In April 2006, The New York Times sold its stake in Discovery Times back to Discovery Communications, ending its ownership in the channel.[6] Despite this, "Times" was kept in the channel's name until January 27, 2008, when Discovery Times was relaunched as Investigation Discovery (ID), oriented towards true crime programs.[7]

In 2016, owing to a resurgence in popularity within the true crime genre, ID was the second-highest-rated cable network among women 25–54.[8] In 2018, ID was the sixth-highest-rated basic cable network in full-day viewership.[9]

On April 12, 2020, Investigation Discovery introduced a new logo, placing a greater focus on the "ID" acronym to make it better-suited for multi-platform use.[10]

In December 2022, the team responsible for ID also took over responsibility for HLN (formerly CNN Headline News), which became a sibling channel following the merger that formed Warner Bros. Discovery earlier that year. That channel had gradually shifted to a similar true crime-focused format since the mid-2010s, dropping its last original news programs at the same time as the management change, and had already begun airing repeats of ID programming such as Hometown Homicide shortly after the WBD merger.[11]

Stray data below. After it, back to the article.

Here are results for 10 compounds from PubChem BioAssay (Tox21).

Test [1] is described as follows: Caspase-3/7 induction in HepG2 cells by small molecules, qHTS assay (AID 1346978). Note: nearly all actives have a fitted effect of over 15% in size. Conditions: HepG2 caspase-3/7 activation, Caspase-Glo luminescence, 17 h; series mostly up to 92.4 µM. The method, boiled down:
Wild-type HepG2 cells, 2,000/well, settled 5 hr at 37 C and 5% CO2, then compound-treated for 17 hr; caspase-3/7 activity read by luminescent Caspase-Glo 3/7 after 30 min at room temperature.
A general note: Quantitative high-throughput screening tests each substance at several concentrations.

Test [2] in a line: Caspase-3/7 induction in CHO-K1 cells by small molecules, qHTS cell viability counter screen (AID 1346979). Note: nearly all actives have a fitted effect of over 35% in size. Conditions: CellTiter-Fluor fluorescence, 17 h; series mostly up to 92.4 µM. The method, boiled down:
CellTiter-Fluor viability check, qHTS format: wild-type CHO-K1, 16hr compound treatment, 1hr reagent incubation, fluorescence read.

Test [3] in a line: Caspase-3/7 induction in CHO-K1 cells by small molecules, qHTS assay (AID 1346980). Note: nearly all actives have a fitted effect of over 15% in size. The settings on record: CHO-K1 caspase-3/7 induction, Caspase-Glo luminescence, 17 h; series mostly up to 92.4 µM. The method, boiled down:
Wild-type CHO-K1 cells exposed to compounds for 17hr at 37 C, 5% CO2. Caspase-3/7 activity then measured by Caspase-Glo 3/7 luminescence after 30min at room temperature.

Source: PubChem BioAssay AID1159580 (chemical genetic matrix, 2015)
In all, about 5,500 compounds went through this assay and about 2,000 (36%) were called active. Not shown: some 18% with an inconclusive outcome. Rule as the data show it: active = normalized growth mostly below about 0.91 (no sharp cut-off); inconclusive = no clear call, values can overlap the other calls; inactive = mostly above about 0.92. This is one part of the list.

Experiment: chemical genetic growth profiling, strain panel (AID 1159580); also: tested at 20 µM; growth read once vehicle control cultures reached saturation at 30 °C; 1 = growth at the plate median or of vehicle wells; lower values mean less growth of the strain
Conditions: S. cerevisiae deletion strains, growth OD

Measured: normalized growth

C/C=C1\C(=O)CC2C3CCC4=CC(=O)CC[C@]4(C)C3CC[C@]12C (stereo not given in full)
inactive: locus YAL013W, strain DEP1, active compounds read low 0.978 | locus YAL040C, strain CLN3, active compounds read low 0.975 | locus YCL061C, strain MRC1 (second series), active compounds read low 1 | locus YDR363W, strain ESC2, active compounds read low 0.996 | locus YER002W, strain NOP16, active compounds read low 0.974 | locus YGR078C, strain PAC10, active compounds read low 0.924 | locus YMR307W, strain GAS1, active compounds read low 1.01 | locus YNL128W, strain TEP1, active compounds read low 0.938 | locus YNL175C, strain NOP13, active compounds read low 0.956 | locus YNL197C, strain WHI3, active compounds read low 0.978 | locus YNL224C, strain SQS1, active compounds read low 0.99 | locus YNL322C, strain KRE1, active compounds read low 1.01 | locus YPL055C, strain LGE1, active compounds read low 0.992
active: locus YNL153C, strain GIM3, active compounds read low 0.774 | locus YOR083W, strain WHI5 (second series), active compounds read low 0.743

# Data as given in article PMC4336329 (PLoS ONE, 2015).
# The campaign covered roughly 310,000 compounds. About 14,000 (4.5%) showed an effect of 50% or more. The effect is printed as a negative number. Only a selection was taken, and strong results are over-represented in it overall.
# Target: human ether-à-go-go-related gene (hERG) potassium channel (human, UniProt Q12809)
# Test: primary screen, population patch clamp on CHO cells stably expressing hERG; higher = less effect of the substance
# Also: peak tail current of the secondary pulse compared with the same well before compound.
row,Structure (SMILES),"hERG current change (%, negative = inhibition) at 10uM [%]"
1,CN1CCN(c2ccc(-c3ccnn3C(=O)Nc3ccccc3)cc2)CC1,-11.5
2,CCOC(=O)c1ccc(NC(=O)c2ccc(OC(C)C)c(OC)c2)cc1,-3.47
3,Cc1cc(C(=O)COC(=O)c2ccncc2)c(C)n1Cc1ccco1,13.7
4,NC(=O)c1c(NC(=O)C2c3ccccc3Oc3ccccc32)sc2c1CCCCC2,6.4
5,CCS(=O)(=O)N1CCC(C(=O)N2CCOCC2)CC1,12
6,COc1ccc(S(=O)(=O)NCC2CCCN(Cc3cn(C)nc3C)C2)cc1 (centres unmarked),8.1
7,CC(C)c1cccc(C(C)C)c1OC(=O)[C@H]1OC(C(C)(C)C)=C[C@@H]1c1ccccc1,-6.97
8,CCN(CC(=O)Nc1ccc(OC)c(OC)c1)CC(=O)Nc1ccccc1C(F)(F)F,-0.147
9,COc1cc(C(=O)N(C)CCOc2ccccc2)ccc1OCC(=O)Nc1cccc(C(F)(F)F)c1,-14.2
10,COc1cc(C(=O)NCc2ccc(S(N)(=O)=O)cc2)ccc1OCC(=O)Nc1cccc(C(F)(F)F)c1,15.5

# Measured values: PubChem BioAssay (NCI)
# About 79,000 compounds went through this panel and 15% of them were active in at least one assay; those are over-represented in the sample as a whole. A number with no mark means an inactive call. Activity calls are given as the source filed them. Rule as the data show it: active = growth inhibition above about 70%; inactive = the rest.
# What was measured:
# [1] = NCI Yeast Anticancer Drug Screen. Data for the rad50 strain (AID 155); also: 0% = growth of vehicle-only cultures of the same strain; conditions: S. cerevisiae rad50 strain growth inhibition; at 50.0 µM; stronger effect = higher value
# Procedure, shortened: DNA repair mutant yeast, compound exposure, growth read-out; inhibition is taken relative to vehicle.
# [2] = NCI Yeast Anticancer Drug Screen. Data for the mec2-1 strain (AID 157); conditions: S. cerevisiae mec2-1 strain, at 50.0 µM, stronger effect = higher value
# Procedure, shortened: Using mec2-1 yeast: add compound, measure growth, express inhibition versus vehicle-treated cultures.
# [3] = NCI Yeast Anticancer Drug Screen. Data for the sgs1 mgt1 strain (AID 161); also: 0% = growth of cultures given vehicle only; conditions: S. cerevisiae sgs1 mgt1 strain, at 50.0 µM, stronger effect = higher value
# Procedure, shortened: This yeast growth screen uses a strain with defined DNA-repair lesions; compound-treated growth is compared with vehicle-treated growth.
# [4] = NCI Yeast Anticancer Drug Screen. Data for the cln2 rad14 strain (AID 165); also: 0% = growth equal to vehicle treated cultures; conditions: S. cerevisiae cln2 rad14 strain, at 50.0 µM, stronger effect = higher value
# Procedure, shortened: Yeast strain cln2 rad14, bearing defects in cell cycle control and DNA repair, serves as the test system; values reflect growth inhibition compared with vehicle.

Programming[edit]

Most of ID's programs are original productions, but it also airs re-titled off-network reruns, including ABC's 20/20, CBS' 48 Hours, and NBC’s Dateline.

ID's longest-running series is On the Case with Paula Zahn which debuted in 2009. Other long-running shows on the network include Disappeared and Homicide Hunter: Lt. Joe Kenda.

On June 7, 2015, ID aired its first ever scripted mini-series; Serial Thriller: Angel of Decay chronicled the investigation of convicted (and later executed) serial killer Ted Bundy. A second installment, Serial Thriller: The Chameleon, premiered as a two-part miniseries in December 2015, chronicling the crimes that resulted in the execution of American serial killer Stephen Morin. A third installment, Serial Thriller: The Headhunter, about serial killer Edmund Kemper (which possibly includes the story of serial killer Herbert Mullin), premiered on February 20, 2016.